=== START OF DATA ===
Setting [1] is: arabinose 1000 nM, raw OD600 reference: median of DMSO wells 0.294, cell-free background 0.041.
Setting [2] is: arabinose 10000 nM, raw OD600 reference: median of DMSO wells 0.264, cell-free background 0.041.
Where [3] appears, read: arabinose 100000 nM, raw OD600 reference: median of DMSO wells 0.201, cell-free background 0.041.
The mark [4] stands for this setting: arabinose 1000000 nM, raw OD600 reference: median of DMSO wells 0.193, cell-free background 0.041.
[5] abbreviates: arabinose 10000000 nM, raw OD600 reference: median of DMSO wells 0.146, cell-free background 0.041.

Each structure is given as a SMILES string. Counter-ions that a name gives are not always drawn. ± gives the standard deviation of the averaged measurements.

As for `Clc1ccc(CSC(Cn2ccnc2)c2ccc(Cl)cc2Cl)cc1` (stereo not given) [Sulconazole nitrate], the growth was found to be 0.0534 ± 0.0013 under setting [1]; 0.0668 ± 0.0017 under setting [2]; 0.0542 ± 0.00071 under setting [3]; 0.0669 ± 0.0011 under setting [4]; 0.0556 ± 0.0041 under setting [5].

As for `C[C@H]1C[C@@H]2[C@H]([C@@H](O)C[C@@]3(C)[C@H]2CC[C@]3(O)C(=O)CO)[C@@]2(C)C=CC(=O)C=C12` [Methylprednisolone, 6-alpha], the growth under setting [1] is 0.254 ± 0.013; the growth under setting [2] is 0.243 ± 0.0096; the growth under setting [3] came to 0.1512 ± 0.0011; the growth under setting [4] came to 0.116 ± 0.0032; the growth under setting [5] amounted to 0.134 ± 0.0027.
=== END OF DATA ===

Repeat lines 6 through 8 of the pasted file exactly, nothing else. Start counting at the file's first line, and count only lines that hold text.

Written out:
Each structure is given as a SMILES string. Counter-ions that a name gives are not always drawn. ± gives the standard deviation of the averaged measurements.

As for `Clc1ccc(CSC(Cn2ccnc2)c2ccc(Cl)cc2Cl)cc1` (stereo not given) [Sulconazole nitrate], the growth was found to be 0.0534 ± 0.0013 under setting [1]; 0.0668 ± 0.0017 under setting [2]; 0.0542 ± 0.00071 under setting [3]; 0.0669 ± 0.0011 under setting [4]; 0.0556 ± 0.0041 under setting [5].

As for `C[C@H]1C[C@@H]2[C@H]([C@@H](O)C[C@@]3(C)[C@H]2CC[C@]3(O)C(=O)CO)[C@@]2(C)C=CC(=O)C=C12` [Methylprednisolone, 6-alpha], the growth under setting [1] is 0.254 ± 0.013; the growth under setting [2] is 0.243 ± 0.0096; the growth under setting [3] came to 0.1512 ± 0.0011; the growth under setting [4] came to 0.116 ± 0.0032; the growth under setting [5] amounted to 0.134 ± 0.0027.